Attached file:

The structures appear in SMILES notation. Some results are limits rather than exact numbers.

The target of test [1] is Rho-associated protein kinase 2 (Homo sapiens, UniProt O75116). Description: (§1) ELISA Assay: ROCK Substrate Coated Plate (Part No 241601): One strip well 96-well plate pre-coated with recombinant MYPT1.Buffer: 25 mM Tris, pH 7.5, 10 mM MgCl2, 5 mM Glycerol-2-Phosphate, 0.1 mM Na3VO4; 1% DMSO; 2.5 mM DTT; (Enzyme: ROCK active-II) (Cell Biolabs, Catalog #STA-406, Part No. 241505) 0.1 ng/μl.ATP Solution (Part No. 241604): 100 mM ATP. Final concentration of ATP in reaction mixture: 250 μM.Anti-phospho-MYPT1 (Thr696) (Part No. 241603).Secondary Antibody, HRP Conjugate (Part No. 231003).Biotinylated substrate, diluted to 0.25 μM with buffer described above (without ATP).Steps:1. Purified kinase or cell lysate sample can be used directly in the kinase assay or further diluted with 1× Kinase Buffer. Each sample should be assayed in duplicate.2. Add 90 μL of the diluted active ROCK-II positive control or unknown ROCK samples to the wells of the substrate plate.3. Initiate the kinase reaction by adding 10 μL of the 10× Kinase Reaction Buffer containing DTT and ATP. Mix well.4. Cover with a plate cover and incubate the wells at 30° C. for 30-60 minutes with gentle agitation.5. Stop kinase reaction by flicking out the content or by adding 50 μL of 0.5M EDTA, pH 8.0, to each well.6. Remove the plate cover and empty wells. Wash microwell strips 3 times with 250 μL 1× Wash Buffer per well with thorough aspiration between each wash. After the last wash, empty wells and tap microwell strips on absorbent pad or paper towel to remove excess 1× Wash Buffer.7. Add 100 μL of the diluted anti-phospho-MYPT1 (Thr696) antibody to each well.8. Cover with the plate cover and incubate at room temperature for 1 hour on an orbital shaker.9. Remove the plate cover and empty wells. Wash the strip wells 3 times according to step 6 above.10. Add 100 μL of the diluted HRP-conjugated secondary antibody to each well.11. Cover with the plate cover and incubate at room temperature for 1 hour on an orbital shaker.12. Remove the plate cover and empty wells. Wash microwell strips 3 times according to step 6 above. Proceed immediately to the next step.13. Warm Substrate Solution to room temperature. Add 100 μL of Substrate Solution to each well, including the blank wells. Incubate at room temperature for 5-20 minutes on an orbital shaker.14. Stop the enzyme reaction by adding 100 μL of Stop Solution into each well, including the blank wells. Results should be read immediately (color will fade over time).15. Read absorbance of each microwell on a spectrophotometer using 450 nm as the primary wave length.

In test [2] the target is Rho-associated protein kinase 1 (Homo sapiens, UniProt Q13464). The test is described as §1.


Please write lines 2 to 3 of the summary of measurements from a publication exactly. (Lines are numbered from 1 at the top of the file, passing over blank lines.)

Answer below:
The target of test [1] is Rho-associated protein kinase 2 (Homo sapiens, UniProt O75116). Description: (§1) ELISA Assay: ROCK Substrate Coated Plate (Part No 241601): One strip well 96-well plate pre-coated with recombinant MYPT1.Buffer: 25 mM Tris, pH 7.5, 10 mM MgCl2, 5 mM Glycerol-2-Phosphate, 0.1 mM Na3VO4; 1% DMSO; 2.5 mM DTT; (Enzyme: ROCK active-II) (Cell Biolabs, Catalog #STA-406, Part No. 241505) 0.1 ng/μl.ATP Solution (Part No. 241604): 100 mM ATP. Final concentration of ATP in reaction mixture: 250 μM.Anti-phospho-MYPT1 (Thr696) (Part No. 241603).Secondary Antibody, HRP Conjugate (Part No. 231003).Biotinylated substrate, diluted to 0.25 μM with buffer described above (without ATP).Steps:1. Purified kinase or cell lysate sample can be used directly in the kinase assay or further diluted with 1× Kinase Buffer. Each sample should be assayed in duplicate.2. Add 90 μL of the diluted active ROCK-II positive control or unknown ROCK samples to the wells of the substrate plate.3. Initiate the kinase reaction by adding 10 μL of the 10× Kinase Reaction Buffer containing DTT and ATP. Mix well.4. Cover with a plate cover and incubate the wells at 30° C. for 30-60 minutes with gentle agitation.5. Stop kinase reaction by flicking out the content or by adding 50 μL of 0.5M EDTA, pH 8.0, to each well.6. Remove the plate cover and empty wells. Wash microwell strips 3 times with 250 μL 1× Wash Buffer per well with thorough aspiration between each wash. After the last wash, empty wells and tap microwell strips on absorbent pad or paper towel to remove excess 1× Wash Buffer.7. Add 100 μL of the diluted anti-phospho-MYPT1 (Thr696) antibody to each well.8. Cover with the plate cover and incubate at room temperature for 1 hour on an orbital shaker.9. Remove the plate cover and empty wells. Wash the strip wells 3 times according to step 6 above.10. Add 100 μL of the diluted HRP-conjugated secondary antibody to each well.11. Cover with the plate cover and incubate at room temperature for 1 hour on an orbital shaker.12. Remove the plate cover and empty wells. Wash microwell strips 3 times according to step 6 above. Proceed immediately to the next step.13. Warm Substrate Solution to room temperature. Add 100 μL of Substrate Solution to each well, including the blank wells. Incubate at room temperature for 5-20 minutes on an orbital shaker.14. Stop the enzyme reaction by adding 100 μL of Stop Solution into each well, including the blank wells. Results should be read immediately (color will fade over time).15. Read absorbance of each microwell on a spectrophotometer using 450 nm as the primary wave length.

In test [2] the target is Rho-associated protein kinase 1 (Homo sapiens, UniProt Q13464). The test is described as §1.